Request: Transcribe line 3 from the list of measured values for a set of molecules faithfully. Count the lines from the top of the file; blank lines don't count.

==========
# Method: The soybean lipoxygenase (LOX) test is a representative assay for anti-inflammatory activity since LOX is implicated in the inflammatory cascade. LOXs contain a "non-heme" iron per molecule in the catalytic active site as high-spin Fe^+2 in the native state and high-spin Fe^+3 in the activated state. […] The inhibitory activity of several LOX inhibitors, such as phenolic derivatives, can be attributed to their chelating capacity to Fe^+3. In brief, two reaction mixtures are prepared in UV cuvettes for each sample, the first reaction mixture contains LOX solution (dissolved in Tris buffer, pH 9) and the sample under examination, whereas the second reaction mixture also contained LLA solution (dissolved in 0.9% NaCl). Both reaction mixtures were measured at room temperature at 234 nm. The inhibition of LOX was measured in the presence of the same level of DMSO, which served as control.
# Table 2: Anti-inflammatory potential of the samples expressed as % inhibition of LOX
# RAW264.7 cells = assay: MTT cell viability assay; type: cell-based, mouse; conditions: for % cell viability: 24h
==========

# RAW264.7 cells = assay: MTT cell viability assay; type: cell-based, mouse; conditions: for % cell viability: 24h